Yeah. That’s really important there. I think, when I can see the full life cycle, if you will, of a relationship or a transaction for my business, and be able to chain that together, chain a little bit. So, another area I get a lot of questions in is, does blockchain allow me to gain visibility or to reach back further into my supply chain network? Let me clarify. A lot of companies from a planning perspective have reasonable visibility of their tier one suppliers. Some can go into tier two supplier, so businesses that supply their suppliers. Does blockchain help me with that? You know, for example, one use case that I know there’s been some good, tangible benefit around has been in the apparel industry. And with the ability to track or trace the country of origin for cotton, for example. The normal apparel producer might not see who actually produced the cotton in the past or maybe it was done in a semi-manual way through intermediaries. But does it open up my visibility? Does that help me to have better control over my supply chain?
Kevin L. Jackson (21:47):
So, blockchain is a tool, right? You have to decide if you want to use the tool or not. So, it’s really a question of organizational governance. So, you say the normal organization where only look maybe to their tier one partner. Now, why do they make that decision? Well, because they need to hire intermediaries to verify what their tier one partner is doing, and that’s cost. They may want to look at tier two, but then they have to hire more intermediaries, more costs, more time to do that. So, from a governance point of view, they say, “What is the value of spending additional money to gain that visibility? So, a cost benefit analysis. Now, if the cost of verifying what’s happening with your tier two provider goes down, well, maybe that changes the cost benefit analysis. And that may change your organizational governance decision.
Kevin L. Jackson (23:09):
IBM food trust, for example, has established end-to-end visibility to the complete food supply chain for its members. A similar blockchain has been created for the pharmaceutical industry. Now, individual companies and organizations, however, need to establish a requirement to join these types of ecosystems. They have to make their own cost benefit analysis that the value of having visibility into that data and information beyond tier one, two, and three, and so forth is valuable. Then, they create that as part of their own organizational governance. It definitely can be done, but senior executives need to make it happen and it’s a business decision.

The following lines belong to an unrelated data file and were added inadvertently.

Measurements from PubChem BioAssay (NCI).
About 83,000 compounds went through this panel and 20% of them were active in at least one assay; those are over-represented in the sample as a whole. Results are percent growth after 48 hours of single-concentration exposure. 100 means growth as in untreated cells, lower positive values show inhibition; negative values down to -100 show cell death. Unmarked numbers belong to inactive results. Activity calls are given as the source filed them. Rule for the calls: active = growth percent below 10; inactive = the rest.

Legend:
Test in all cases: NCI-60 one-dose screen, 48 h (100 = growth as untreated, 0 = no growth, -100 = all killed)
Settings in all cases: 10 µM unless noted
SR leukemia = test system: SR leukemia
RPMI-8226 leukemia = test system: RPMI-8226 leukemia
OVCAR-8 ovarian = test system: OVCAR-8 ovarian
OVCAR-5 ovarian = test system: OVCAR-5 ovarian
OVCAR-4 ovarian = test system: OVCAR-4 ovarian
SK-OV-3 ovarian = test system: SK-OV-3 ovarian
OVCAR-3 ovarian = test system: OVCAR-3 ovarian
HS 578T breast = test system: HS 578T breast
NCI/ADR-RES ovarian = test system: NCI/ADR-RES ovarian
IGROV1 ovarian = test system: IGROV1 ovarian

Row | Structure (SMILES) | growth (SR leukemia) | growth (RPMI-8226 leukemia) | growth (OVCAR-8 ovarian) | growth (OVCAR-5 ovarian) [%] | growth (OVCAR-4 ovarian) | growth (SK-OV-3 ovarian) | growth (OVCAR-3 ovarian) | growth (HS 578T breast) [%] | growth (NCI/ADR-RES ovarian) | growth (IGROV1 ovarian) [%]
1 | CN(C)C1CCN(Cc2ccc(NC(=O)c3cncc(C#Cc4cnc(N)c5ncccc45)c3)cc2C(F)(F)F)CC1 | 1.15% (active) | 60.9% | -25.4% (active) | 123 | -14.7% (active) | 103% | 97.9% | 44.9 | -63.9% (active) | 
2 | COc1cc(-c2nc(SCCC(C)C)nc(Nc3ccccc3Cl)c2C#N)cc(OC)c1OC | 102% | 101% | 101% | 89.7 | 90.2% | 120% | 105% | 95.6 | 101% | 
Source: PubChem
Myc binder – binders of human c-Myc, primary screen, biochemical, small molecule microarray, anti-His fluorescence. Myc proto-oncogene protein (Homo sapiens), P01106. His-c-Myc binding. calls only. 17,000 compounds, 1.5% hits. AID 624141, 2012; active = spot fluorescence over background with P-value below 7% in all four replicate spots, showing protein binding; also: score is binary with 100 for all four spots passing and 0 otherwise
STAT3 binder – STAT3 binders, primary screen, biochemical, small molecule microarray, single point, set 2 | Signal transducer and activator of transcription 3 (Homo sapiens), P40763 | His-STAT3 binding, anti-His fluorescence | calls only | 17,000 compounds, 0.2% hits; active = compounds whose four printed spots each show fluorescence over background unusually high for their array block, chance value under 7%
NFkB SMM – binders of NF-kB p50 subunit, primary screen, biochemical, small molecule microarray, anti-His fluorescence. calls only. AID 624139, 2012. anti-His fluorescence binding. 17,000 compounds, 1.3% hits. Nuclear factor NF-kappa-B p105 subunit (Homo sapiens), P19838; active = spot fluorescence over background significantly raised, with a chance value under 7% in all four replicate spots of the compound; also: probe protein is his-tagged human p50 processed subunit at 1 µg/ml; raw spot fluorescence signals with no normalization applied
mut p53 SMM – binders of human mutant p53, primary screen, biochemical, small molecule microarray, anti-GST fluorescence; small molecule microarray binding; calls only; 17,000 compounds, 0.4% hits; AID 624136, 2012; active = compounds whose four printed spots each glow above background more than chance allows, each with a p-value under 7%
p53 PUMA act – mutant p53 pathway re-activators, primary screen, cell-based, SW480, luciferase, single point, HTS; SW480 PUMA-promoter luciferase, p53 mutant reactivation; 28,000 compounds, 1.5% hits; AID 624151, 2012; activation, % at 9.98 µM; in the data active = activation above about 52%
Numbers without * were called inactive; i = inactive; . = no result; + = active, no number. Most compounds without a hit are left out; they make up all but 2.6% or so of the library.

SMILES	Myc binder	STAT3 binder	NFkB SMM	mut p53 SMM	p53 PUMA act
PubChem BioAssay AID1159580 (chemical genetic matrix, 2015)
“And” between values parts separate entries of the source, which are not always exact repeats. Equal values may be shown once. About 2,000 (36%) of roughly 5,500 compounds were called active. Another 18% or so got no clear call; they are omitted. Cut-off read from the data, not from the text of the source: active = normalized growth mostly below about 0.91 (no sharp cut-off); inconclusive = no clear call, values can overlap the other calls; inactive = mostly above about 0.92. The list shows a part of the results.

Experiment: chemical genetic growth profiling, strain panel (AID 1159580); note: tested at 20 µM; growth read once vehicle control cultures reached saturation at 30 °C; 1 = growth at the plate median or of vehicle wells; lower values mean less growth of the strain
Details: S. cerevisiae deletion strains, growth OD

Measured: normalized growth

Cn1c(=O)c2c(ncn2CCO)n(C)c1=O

Karin Bursa (24:04):
Okay. But I think that that’s important, right? Because we established that blockchain can help reduce cost. It can accelerate visibility or decision-making or transactions in your business. So, it can eliminate waste as far as that wait time or that review time that might be in your traditional business process as well. But tell me this, Kevin, so is blockchain proven or are we still pursuing a proof of concept format? You’ve given us just a couple of examples, let’s kind of visit some of those because I think pharma is a great example, the food sector, again, traceability becomes really important there as well. Walk us through if this is still stuff that is, you know, being proven in the marketplace or if there are real value assignments that have been made around the capabilities.
Kevin L. Jackson (25:05):
So, in the finance industry, they’re ahead than many other industries. And just to give you an example of what’s being done today, Boston-based, Circle, oversees more than $2 billion a month in cryptocurrency investment and exchanges between friends.
Karin Bursa (25:31):
Between friends. Between friends with deep pocket books. Yes. Okay.
Kevin L. Jackson (25:33):
Yeah. I wish I had those friends, right? I mean, I would say that that’s a lot of risk. But these people within this ecosystem trust the blockchain to the amount of $2 billion a month burst IQ. It leverages big data blockchain contracts to help patients and doctors transfer sensitive medical information. All of these are not proof of concepts. These are real businesses making money every day. Media chain uses smart contracts to get musicians the money that they deserve because there’s a decentralized transparent contract between the artists and the distributors to actually monitor the royalties associated with the sales.
Karin Bursa (26:37):
So, now, that’s interesting, Kevin, because that is more than just the buyer-seller. It is the contractual terms around the delivery of that service or the rights of ownership to that intellectual property. So, that’s really interesting as we think about blockchain in a more comprehensive manner.
Kevin L. Jackson (26:59):
Yeah. Propy, it’s a global real estate marketplace that decentralized title registry. There’s a company called Filament that create software and microchip devices, and it helps connect devices that operate on the blockchain. So, I mean, there’s huge value in multiple industry verticals and it’s been proven by multiple companies.
Karin Bursa (27:32):